I will never forget the moment I arrived for the first time in Venice: twelve years ago – first stop of a rail trip to Cinque Terre (by the way another piece of paradise fallen on earth) via Verona, Florence, and Pisa.
|Under the Venetian Sky.|
We got out at Piazzale Roma, it was July, it was hot, Venice was packed, hordes of (mainly American) tourists pushed themselves -and each other – through the narrow alleys and wider streets; usually the epitome of hell.
But I didn’t find the energy to nag (and usually I’m very energetic when it comes to nagging) – I was simply mesmerized by this surreal place, the narrow sidewalks along the canals criss crossing the historic center, the small bridges leading from micro-neighborhood to micro-neighborhood and sometimes just ending at a house entrance or even just a wall.
Where to take photographs? How can you pick a particularly atmospheric corner, which is the most enchanting view? Every single alley and niche is just mind-blowing.
|Traffic jam on a canal. I suppose the people in the gondola had something more romantic in mind than crashing into delivery boats.
OSM – oh sole mio!
I’m well aware of the social and ecologic problems Venice is facing, of the struggle against the water, the decay, the masses of people and the merciless cruise industry: Although the greater Venice area has more than 260,000 inhabitants, less than 60,000 are living in the historic center. Every year this little island built on Millions of steles that became a UNESCO world heritage in 1987 bends under ten millions of visitors – and I’m not using the verb ‘welcome’ on purpose – plus an additional 14 millions day trippers. It’s a miracle that the place is still there – but it definitely is an endangered species.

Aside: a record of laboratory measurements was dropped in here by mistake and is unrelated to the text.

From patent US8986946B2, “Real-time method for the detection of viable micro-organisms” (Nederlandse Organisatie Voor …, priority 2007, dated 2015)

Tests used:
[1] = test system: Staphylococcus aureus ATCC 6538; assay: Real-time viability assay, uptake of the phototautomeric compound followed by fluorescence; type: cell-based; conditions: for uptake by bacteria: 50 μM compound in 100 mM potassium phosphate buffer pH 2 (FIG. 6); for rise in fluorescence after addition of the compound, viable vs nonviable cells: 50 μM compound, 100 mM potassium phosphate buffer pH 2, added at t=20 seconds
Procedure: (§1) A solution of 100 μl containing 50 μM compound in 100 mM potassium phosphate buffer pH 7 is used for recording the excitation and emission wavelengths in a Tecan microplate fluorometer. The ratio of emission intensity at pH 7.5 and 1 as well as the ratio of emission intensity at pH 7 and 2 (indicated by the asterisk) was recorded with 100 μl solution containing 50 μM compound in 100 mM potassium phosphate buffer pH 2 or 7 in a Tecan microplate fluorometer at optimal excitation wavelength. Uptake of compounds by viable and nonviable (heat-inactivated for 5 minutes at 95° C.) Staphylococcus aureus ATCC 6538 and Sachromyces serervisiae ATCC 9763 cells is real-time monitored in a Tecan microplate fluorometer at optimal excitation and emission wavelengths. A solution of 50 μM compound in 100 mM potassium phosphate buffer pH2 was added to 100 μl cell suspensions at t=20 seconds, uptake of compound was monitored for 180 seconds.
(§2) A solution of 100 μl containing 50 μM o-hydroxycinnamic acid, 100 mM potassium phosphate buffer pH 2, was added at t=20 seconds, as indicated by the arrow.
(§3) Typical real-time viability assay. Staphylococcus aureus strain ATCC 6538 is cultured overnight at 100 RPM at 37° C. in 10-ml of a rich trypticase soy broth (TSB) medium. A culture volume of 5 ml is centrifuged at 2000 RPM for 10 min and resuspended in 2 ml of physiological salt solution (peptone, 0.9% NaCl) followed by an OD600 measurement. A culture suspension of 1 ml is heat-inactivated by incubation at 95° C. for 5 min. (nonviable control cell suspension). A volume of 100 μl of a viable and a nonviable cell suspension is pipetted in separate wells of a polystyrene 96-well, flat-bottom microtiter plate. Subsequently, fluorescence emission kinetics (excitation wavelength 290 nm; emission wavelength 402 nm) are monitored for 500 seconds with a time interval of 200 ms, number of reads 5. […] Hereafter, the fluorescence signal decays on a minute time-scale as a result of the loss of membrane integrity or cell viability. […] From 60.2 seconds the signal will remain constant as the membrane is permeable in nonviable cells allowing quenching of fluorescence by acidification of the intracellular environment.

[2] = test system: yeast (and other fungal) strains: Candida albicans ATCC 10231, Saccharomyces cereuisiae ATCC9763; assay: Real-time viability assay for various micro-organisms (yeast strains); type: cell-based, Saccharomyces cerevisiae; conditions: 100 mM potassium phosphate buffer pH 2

|In case you didn’t know: Venetians are happy to inform you.|
Nevertheless, Venezia, you are one of a kind and will always have a very special place in my heart.
|After today’s heavy rain at noon there is aqua alta on the Marcus square. Only the kids are thrilled playing in this unexpected kiddy pool.|
This year’s biennal is taking place from May 17 to November 26. It’s the 57th issue and it’s the 4th time that it’s curated by a woman; I find that incredible!
|This year’s curator Christine Macel
(© La Biennale di Venezia, Photo: Andrea Avezzù)
This year’s curator is Ms Christine Macel, born in 1969 in Paris, who has been a curator at the Centre Pompidou in Paris since 2000.
She’s being criticized for not being ambitious enough regarding the public relevance of the event, since she’s focusing on the art it self and shouts out “Viva Arte Viva”. There is enough space to interpret this catchphrase in different ways, and Christine Macel left as well space for the artists to interpret it; and the nine sections’ mottos. I find her concept very discreet and thoughtful.
Although I’m undoubtably a political person, the art world’s big conscious-critical-political gestures and poses often deem so pretentious. Two years ago there was a reading of Karl Marx’ “Capital” – I mean, come one, how pretentious is that!? (This page-turner celebrates its 150s anniversary next Thursday, by the way, so merci beaucoup, Christine, for not taking up this issue)
I had the feeling that only people who were tired from all the walking took advantage of the empty chairs in front of the stage and put up with the spectacle for the benefit of a short break.